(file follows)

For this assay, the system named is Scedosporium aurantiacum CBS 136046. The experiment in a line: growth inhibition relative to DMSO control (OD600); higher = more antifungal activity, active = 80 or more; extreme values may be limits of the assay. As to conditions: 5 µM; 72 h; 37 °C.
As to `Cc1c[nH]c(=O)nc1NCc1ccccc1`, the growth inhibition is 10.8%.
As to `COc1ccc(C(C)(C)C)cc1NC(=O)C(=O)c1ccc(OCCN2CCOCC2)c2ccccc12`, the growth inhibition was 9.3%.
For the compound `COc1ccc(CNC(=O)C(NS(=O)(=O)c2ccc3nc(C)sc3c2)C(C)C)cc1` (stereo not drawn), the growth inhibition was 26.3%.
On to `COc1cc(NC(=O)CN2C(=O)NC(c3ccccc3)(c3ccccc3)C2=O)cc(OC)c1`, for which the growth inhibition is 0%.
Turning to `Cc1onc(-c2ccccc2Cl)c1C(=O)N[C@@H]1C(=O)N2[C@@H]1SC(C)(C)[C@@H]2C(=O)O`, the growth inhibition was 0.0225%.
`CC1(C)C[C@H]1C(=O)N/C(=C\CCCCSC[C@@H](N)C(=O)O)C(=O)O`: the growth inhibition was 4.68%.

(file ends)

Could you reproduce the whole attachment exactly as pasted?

For this assay, the system named is Scedosporium aurantiacum CBS 136046. The experiment in a line: growth inhibition relative to DMSO control (OD600); higher = more antifungal activity, active = 80 or more; extreme values may be limits of the assay. As to conditions: 5 µM; 72 h; 37 °C.
As to `Cc1c[nH]c(=O)nc1NCc1ccccc1`, the growth inhibition is 10.8%.
As to `COc1ccc(C(C)(C)C)cc1NC(=O)C(=O)c1ccc(OCCN2CCOCC2)c2ccccc12`, the growth inhibition was 9.3%.
For the compound `COc1ccc(CNC(=O)C(NS(=O)(=O)c2ccc3nc(C)sc3c2)C(C)C)cc1` (stereo not drawn), the growth inhibition was 26.3%.
On to `COc1cc(NC(=O)CN2C(=O)NC(c3ccccc3)(c3ccccc3)C2=O)cc(OC)c1`, for which the growth inhibition is 0%.
Turning to `Cc1onc(-c2ccccc2Cl)c1C(=O)N[C@@H]1C(=O)N2[C@@H]1SC(C)(C)[C@@H]2C(=O)O`, the growth inhibition was 0.0225%.
`CC1(C)C[C@H]1C(=O)N/C(=C\CCCCSC[C@@H](N)C(=O)O)C(=O)O`: the growth inhibition was 4.68%.